Check The Local Laws First


Your local laws govern part of what to look for in a car seat. This page on Wikipedia contains links to DMV (department of motor vehicles) of different states. Look for your own state to find out the specific local laws that applies to you. Below, I will explain to in depth for what to look for in a car seat.

All of the new car seats nowadays have to follow strict regulations before they are allowed to be sold. In other words, since the year 2016, all of the car seats you buy are safe whether they are expensive or cheap.

However, some seats are still better than others. The government can only regulate the minimum safety requirements of a car seat. The rest is still up to you. This is especially true when it comes to fitting your car seat with your baby or your car.

Your Baby Should Fit Into The Car Seat


Your car seat should be capable of securing your baby’s head if a car accident happens to occur. All infant car seats are required to rear facing, so part of that is taken care of. However, accidents don’t necessarily happen in front or back, that’s why make sure the car seat cushions both sides of your baby’s head.

Make sure the straps are at the right places. There should be two straps for the shoulders, should straps for the thighs, and one more coming from the bottom between the legs. That would be a total of five straps. The straps should be too tight, and easy to adjust to accommodate growth.

Avoid Broken Car Seats

Sometimes a nice friend or nice relative will give you their car seat. However, you should not accept any kinds of car seat, because it is actually your baby’s immediate defense in case something happens in you car. Ask your buddy or relative if the car seat is:

  • older than five years
  • have missing parts
  • have been in accidents

If the answer is yes to to any of the above then tell them to throw it away…nicely of course. The reason is because this car seat serves almost no protection purposes.

Make Sure Your Car Seat Matches Your Car

Just because a car seat fits your baby doesn’t mean it fits your car. Ask the store if you are allowed to return or exchange your car seat in case it doesn’t fit. Don’t take no for an answer. If all sales are final, then go somewhere else. There is no point purchasing a car seat that won’t fit into your car.

Check to see if it is secure. Secure the car seat into your car at the rear passenger seats. Afterwards, push it from all directions to see if it shows any sign of movement. It should be locked in place and not move around. Next, have someone sit in the seat in front of the car seat location. It can be the driver seat or the passenger seat next to the driver seat.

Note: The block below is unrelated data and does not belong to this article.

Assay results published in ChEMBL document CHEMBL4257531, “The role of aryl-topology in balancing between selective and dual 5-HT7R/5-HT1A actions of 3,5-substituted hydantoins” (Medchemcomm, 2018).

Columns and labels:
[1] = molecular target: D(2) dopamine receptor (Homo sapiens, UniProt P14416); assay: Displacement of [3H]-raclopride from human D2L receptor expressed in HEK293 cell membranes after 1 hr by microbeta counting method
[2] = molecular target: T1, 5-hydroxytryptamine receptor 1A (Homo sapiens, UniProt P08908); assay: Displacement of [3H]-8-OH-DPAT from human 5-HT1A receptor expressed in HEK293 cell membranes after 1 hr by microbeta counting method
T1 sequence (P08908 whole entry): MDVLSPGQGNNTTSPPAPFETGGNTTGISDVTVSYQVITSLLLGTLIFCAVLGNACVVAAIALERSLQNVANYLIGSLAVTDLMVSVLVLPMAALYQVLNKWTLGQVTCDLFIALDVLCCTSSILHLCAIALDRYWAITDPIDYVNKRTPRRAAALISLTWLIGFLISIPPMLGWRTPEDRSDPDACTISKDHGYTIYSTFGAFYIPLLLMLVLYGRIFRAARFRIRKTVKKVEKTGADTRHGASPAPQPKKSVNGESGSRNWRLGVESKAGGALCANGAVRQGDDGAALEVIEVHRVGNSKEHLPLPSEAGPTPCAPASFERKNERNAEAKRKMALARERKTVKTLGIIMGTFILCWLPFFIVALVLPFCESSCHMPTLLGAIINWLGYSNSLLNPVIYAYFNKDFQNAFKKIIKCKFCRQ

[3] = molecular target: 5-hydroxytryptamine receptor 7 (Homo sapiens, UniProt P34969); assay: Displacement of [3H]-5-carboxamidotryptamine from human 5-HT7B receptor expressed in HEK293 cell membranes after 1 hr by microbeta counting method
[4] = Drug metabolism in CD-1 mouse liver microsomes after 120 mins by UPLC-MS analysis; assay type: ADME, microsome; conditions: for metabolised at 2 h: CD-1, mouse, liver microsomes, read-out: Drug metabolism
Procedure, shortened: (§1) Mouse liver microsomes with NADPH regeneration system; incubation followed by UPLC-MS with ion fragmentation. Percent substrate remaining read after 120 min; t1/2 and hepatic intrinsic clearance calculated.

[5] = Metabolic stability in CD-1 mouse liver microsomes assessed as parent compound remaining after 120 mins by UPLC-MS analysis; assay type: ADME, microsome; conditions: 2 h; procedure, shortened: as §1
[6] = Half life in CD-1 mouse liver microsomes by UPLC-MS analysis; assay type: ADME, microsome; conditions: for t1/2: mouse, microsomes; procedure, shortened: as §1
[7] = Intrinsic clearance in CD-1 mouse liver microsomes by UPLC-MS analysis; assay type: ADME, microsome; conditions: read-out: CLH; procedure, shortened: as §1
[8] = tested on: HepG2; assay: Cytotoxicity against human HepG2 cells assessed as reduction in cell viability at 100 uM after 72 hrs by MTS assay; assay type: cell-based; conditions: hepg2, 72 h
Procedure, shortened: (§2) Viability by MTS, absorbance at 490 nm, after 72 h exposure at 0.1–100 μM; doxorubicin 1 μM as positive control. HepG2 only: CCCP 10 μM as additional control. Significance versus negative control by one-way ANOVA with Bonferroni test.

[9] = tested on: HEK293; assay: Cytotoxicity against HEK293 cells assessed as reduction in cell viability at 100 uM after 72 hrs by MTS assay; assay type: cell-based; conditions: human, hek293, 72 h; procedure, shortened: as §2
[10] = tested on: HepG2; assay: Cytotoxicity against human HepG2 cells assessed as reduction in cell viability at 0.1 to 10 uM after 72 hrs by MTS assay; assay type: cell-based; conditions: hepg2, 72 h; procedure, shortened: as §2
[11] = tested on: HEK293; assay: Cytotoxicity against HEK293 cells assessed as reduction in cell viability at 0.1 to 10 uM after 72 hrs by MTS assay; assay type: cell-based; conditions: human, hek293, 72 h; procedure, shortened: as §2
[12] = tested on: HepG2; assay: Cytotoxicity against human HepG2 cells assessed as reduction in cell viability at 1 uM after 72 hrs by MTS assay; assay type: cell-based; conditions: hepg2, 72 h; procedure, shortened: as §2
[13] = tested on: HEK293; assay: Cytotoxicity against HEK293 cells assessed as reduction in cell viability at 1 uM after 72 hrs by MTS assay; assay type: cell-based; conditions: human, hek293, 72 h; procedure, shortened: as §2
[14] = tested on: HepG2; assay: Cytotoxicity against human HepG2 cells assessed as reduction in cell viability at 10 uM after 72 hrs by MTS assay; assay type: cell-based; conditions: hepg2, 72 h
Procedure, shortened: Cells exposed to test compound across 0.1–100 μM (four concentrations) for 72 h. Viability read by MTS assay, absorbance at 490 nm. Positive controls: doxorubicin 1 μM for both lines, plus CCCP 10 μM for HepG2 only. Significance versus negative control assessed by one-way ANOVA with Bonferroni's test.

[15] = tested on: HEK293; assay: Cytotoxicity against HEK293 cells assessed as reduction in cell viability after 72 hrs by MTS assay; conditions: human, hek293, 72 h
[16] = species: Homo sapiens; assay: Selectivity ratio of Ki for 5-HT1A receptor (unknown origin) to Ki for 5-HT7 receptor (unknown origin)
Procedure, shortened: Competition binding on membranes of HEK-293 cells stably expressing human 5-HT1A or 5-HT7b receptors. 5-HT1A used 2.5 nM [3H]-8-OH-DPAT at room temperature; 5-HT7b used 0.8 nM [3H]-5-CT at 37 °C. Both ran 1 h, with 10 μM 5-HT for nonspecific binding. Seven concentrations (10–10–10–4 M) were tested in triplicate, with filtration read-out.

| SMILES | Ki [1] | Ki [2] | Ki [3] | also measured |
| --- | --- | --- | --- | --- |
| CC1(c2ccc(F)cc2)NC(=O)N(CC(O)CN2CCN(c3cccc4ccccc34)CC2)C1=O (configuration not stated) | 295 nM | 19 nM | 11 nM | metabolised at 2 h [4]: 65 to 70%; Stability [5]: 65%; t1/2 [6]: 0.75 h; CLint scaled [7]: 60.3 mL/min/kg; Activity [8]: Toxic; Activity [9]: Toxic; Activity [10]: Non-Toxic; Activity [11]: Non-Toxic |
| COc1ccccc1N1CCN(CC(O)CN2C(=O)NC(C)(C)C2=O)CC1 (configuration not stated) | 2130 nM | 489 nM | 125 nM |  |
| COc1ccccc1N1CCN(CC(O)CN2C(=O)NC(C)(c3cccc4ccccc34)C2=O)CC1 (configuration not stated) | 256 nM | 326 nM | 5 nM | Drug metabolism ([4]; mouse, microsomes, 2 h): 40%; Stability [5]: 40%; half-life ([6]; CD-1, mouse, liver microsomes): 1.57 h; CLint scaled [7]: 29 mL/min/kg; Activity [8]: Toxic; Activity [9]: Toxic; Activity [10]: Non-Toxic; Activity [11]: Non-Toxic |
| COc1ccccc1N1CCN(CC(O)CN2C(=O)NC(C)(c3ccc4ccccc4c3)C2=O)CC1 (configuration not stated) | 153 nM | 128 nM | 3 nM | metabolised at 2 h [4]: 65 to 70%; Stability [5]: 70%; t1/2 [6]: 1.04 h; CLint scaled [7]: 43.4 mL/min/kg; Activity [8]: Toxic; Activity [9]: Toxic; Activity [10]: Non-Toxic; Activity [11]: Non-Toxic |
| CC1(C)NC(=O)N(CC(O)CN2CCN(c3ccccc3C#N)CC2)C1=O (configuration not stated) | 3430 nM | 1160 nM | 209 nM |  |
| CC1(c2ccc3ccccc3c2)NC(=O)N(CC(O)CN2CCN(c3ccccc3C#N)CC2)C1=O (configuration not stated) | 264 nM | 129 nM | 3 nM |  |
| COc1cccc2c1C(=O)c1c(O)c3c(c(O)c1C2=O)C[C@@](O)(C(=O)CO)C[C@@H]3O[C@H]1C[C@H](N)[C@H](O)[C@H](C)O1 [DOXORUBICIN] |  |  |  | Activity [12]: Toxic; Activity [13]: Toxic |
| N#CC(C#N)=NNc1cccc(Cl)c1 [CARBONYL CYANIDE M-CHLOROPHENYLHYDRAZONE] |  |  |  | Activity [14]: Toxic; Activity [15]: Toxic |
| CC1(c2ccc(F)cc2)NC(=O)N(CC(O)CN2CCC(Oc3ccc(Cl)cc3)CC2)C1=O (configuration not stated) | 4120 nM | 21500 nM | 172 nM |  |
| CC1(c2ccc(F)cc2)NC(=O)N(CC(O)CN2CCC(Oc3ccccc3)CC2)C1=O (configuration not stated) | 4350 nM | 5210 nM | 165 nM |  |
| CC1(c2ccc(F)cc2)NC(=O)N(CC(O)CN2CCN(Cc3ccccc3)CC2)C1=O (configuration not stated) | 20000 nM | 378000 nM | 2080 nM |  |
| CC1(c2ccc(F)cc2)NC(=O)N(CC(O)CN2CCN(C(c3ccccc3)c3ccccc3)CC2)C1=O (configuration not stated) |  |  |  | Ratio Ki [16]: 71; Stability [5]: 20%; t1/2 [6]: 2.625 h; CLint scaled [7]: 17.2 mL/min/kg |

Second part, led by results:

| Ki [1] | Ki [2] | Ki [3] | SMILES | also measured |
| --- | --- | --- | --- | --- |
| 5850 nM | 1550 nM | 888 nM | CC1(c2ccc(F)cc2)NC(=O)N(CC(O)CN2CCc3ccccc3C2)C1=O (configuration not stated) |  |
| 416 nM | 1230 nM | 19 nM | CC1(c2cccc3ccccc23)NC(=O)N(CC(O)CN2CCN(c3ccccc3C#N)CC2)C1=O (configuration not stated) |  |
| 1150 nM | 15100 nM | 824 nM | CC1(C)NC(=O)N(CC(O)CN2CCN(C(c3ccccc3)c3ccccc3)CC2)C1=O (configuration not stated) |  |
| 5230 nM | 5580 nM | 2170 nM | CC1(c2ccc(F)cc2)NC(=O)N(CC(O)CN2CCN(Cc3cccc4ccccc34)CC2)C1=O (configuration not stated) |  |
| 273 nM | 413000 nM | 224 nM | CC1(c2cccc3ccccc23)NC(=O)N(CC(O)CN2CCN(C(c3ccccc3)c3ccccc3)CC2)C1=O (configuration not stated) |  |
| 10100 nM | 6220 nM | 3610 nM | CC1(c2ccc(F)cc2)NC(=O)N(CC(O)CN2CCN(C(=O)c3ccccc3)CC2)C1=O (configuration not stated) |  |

Make sure the person sitting in front is comfortable. This is especially important if the car seat is located behind the driver’s seat. Let’s say the driver is big or tall, then obviously the driver seat will be position  towards the rear more than other people. Check to see if the car seat gets in the way of the driver’s seat. This can due to the size of the car seat or the shape of the car seat. If it gets in the way, then go for a different car seat.

 Infant Car Seat Vs Convertible Car Seat

It’s really money versus convenience. When you have a newborn baby, you will have to decide between an infant car seat and a convertible car seat. Once your baby is nearing one year old, then an infant car is no longer big enough to fit your baby. Eventually, you will have to purchase a convertible once your baby has outgrown her infant seat.

There are advantages to infant car seats. They are extremely convenient. Basically, you install a base of your infant seat into the car, and the car seat itself is extremely easy to attach and detach. A lot of parents like this because you can carry your baby along with the car seat without waking your baby up. Some strollers are even designed for you to attach your infant seat onto it.

Convertibles are practically a one time purchase. If you like convenience, then you will buy an infant seat, then a convertible seat, then eventually a booster seat. However, if you want to save the dollars, you can skip the infant seat. The convertible seat itself is good enough to handle that role. It is called a convertible, because it can be changed from rear facing to a front facing car seat. Rear facing is practically required by law for newborns throughout the country because it is the safest protection against a crash compared to front facing. After your baby grows to a certain height, then simply turn your car seat 180 degrees, reattach to your car (with seat belts of course), and now you have a front facing car seat.

Booster seat fills in the time gap between a car seat and the seat belt. Most parents I know don’t bother with a booster seat. They simply let their children sit in a car seat until they are tall enough to rely on seat belts alone. However, a booster seat is still an option for you. It basically makes your child sit higher and allow the regular seat belts to lock on to her better.